Updated: Apr 14
He told me he could picture us getting married one day. He brushed his beard against the side of my face, his wet lips grazing my ear, and he smiled as he said it. We were sitting intertwined on his black leather couch after we got home from a friend’s birthday party. He had drank quite a bit throughout the night - a few Johnnie Walker Black’s neat. I could tell he was feeling more relaxed and happier than usual.
I laughed it off and didn’t take it too seriously. We had been dating for almost two years at that time and I wasn’t trying to make any sudden, big moves just yet. To be honest, I wasn’t even sure if he was my “forever” guy. I was also always one to be skeptical of the whole marriage thing anyway; I’m someone who’s content just by being with someone. I don’t need a piece of paper to validate that commitment anymore than my own heart and words solidify my intent.
I knew the things that I loved about him: the way he would let his guard down and laugh from the bottom of his stomach; his unwavering generosity with everyone he met; the rare look I received when I could tell he was thinking of how lucky he was to have me. But I was even more sure of things that I was uncertain of: his inability to match my desire for deep, meaningful conversation; how his money brought him his only sense of self worth; the way I sometimes felt invisible and lonely around him.
For awhile I had been blindsided by the adventure money can bring; lavish dinners with expensive champagne, spontaneous getaways overseas, unexpected gifts after fights, and the expected grand surprises for holidays and birthdays. As exciting as all of that was at the time, there was always this underlying complacency - this overarching feeling that things just weren’t enough. I didn’t know what my enough was, but I still kept searching for it in him knowing fully well I would never find it. My heart was longing for things that he wasn’t capable of giving me; things I kept hoping would just suddenly appear.
Yet when he said that he could picture us getting married one day, it still offered me some warmth; some false idea of, maybe this could work out for the long run. (Insert montage of small wedding, elaborate honeymoon, nights out with friends, cooking dinner with red wine, endless surprise gifts). For brief moments, when things were going really well between us, I chose to believe in these future versions of us. This “go-to reel” my mind would play after a great night out together or during one of his genuine, deep belly laughs, didn’t include the gap lurking between us - the wide space that stood between being couple for now and being married forever.
There was always this flip flop of emotions I was juggling. On the rarer cases I’d be imagining a mostly unrealistic happy future between us and during the more frequent occasions I’d be sitting next to him watching TV and wondering when my last time sitting on that couch with him would be. It was like I was living out a script that was bound to end with a breakup but still wondering if the author might scribble in some last minute edits or the leading male role would have a major shift in character. I was the definition of the blind leading the blind. Except I knew what it was like to see.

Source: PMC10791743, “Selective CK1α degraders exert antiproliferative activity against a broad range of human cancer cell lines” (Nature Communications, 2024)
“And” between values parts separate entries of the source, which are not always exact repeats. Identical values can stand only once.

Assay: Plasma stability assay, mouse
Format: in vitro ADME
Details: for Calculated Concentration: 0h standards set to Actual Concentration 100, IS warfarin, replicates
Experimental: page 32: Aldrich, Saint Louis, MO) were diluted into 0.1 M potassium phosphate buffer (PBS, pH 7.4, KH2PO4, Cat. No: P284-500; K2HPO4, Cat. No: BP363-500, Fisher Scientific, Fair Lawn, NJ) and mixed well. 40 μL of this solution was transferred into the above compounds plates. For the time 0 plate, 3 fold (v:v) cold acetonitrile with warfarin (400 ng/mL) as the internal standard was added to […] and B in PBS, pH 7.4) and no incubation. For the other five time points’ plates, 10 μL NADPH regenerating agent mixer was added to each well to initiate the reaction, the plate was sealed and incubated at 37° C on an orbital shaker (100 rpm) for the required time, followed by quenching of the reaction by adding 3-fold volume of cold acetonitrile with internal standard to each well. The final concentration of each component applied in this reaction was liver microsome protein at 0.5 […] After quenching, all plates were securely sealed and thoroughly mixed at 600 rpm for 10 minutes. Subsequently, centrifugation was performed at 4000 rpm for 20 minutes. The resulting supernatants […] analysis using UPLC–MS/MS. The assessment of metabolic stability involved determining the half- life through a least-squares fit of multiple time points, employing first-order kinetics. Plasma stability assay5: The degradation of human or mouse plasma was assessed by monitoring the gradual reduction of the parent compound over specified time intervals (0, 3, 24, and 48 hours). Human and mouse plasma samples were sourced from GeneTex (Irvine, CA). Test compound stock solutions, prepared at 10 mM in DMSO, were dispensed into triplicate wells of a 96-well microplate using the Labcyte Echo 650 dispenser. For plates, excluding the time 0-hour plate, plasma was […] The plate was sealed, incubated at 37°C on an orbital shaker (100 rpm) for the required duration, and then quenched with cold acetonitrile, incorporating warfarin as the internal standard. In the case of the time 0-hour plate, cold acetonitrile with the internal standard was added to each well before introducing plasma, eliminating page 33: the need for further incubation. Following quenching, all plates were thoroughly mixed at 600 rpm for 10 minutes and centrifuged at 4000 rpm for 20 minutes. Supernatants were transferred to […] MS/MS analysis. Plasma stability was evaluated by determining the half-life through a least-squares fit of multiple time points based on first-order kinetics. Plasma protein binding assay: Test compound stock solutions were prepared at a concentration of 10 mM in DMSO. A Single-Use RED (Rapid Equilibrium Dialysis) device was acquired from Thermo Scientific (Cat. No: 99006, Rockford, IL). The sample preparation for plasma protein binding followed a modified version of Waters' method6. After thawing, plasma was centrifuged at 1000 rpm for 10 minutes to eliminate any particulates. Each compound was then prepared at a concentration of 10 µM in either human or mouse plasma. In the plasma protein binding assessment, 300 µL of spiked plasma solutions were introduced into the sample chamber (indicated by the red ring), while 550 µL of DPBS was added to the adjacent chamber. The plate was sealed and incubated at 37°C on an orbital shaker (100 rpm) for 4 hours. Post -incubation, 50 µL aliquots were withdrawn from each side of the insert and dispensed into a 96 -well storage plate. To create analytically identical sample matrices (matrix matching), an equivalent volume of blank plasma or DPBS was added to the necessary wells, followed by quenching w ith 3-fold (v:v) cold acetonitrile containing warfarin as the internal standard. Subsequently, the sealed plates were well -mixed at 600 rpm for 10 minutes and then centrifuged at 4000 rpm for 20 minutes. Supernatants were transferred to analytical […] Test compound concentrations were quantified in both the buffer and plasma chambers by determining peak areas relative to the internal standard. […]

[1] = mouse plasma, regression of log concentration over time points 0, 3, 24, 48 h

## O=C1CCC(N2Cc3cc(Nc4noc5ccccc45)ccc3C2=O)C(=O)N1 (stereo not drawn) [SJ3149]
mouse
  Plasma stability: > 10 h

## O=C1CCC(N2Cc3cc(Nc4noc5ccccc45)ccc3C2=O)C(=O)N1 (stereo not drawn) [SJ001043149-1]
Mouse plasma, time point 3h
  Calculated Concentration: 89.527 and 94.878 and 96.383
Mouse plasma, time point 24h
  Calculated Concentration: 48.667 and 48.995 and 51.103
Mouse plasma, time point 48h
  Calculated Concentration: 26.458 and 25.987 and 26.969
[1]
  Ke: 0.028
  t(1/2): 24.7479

The night we broke up I remember standing in his doorway and hugging him with more emotion and affection than we ever had during the two years we were together. I left his house and drove straight home, crawled into bed, and cried until I fell asleep. I only remembered all of the sweet moments - the things I loved about him. I kept replaying the romanticized version of us and wouldn’t allow my mind to drift back to all the moments of doubt and confusion. I still didn’t want to see what I already knew time and time again.
When I first woke up the next morning I kept thinking, this is it, it finally happened, like you knew it would, yet still not believing that it finally happened. The overwhelming sadness I had felt the night before was now lightly threaded with this sprouting feeling of freedom and optimism for the new. It was just a seed at that point, but I knew it would eventually grow into something better and more suitable for me. I guiltily checked my phone to see if I had any missed calls or texts from him, hoping that his name would be lit in a rectangular box on my screen, but we both didn't reach out in the middle of the night.
Entertaining my heartache, I opened my photos and scrolled through our two year history together - all of the weekend getaways, small daily highlights, celebrations with family and friends, intimate moments with just the two of us - and I saw that even in our “best” times, I still wasn’t as happy as I wanted or could be. Each photo displayed the better moments of our relationship but also a girl who was always wanting something more. In all of those moments I knew that there was something else waiting for me, I just had to be ready to move on.
The last photo I looked at before turning off my phone was the both of us at a Fleetwood Mac concert. I was leaning back into his chest, he was kissing my cheek, the both of us were laughing, and I thought to myself, if it's possible to love someone when you know it's not right, how much better will it feel when the right one comes along?